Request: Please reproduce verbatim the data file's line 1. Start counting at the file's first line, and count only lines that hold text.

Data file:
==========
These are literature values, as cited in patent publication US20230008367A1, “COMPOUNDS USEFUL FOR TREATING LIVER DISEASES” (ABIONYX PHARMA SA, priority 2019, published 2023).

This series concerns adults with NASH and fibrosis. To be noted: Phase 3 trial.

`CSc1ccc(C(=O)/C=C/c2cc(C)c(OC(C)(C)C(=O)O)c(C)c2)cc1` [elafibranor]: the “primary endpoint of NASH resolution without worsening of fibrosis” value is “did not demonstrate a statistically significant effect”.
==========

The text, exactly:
These are literature values, as cited in patent publication US20230008367A1, “COMPOUNDS USEFUL FOR TREATING LIVER DISEASES” (ABIONYX PHARMA SA, priority 2019, published 2023).